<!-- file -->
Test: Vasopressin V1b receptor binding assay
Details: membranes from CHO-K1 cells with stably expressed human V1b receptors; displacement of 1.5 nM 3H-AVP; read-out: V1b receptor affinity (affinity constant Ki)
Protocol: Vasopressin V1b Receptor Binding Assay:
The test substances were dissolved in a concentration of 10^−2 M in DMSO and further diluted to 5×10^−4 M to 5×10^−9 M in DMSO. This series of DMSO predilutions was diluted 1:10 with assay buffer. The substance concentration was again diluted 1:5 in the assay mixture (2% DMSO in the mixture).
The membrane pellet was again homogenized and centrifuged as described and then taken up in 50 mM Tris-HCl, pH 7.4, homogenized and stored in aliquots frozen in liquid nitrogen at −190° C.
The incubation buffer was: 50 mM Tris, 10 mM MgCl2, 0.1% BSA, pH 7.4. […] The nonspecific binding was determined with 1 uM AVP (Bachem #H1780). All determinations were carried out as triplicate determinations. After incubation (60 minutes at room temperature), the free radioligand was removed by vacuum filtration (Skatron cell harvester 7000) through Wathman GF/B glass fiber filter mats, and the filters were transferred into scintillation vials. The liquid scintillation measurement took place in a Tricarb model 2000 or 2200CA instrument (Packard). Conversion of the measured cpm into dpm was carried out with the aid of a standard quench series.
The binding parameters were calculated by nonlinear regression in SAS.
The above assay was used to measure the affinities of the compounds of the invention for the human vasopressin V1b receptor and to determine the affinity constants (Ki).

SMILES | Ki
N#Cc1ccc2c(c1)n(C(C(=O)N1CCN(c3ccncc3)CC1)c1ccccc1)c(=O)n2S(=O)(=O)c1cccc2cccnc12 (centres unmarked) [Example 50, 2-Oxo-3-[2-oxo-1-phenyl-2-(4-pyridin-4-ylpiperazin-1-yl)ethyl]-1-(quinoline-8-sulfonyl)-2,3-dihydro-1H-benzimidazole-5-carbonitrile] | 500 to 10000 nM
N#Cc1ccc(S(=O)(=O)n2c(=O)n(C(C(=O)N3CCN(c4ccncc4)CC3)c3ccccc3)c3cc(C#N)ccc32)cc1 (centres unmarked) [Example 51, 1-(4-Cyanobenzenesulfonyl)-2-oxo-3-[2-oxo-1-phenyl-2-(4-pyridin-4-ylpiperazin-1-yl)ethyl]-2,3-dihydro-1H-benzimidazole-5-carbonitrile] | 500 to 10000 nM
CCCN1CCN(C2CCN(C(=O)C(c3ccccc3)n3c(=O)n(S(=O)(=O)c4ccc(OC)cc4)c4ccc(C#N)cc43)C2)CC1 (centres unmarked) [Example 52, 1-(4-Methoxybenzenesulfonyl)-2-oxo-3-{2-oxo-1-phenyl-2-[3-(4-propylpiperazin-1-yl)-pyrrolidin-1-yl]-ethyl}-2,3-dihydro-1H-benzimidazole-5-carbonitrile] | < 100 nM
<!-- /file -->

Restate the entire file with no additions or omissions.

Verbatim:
Test: Vasopressin V1b receptor binding assay
Details: membranes from CHO-K1 cells with stably expressed human V1b receptors; displacement of 1.5 nM 3H-AVP; read-out: V1b receptor affinity (affinity constant Ki)
Protocol: Vasopressin V1b Receptor Binding Assay:
The test substances were dissolved in a concentration of 10^−2 M in DMSO and further diluted to 5×10^−4 M to 5×10^−9 M in DMSO. This series of DMSO predilutions was diluted 1:10 with assay buffer. The substance concentration was again diluted 1:5 in the assay mixture (2% DMSO in the mixture).
The membrane pellet was again homogenized and centrifuged as described and then taken up in 50 mM Tris-HCl, pH 7.4, homogenized and stored in aliquots frozen in liquid nitrogen at −190° C.
The incubation buffer was: 50 mM Tris, 10 mM MgCl2, 0.1% BSA, pH 7.4. […] The nonspecific binding was determined with 1 uM AVP (Bachem #H1780). All determinations were carried out as triplicate determinations. After incubation (60 minutes at room temperature), the free radioligand was removed by vacuum filtration (Skatron cell harvester 7000) through Wathman GF/B glass fiber filter mats, and the filters were transferred into scintillation vials. The liquid scintillation measurement took place in a Tricarb model 2000 or 2200CA instrument (Packard). Conversion of the measured cpm into dpm was carried out with the aid of a standard quench series.
The binding parameters were calculated by nonlinear regression in SAS.
The above assay was used to measure the affinities of the compounds of the invention for the human vasopressin V1b receptor and to determine the affinity constants (Ki).

SMILES | Ki
N#Cc1ccc2c(c1)n(C(C(=O)N1CCN(c3ccncc3)CC1)c1ccccc1)c(=O)n2S(=O)(=O)c1cccc2cccnc12 (centres unmarked) [Example 50, 2-Oxo-3-[2-oxo-1-phenyl-2-(4-pyridin-4-ylpiperazin-1-yl)ethyl]-1-(quinoline-8-sulfonyl)-2,3-dihydro-1H-benzimidazole-5-carbonitrile] | 500 to 10000 nM
N#Cc1ccc(S(=O)(=O)n2c(=O)n(C(C(=O)N3CCN(c4ccncc4)CC3)c3ccccc3)c3cc(C#N)ccc32)cc1 (centres unmarked) [Example 51, 1-(4-Cyanobenzenesulfonyl)-2-oxo-3-[2-oxo-1-phenyl-2-(4-pyridin-4-ylpiperazin-1-yl)ethyl]-2,3-dihydro-1H-benzimidazole-5-carbonitrile] | 500 to 10000 nM
CCCN1CCN(C2CCN(C(=O)C(c3ccccc3)n3c(=O)n(S(=O)(=O)c4ccc(OC)cc4)c4ccc(C#N)cc43)C2)CC1 (centres unmarked) [Example 52, 1-(4-Methoxybenzenesulfonyl)-2-oxo-3-{2-oxo-1-phenyl-2-[3-(4-propylpiperazin-1-yl)-pyrrolidin-1-yl]-ethyl}-2,3-dihydro-1H-benzimidazole-5-carbonitrile] | < 100 nM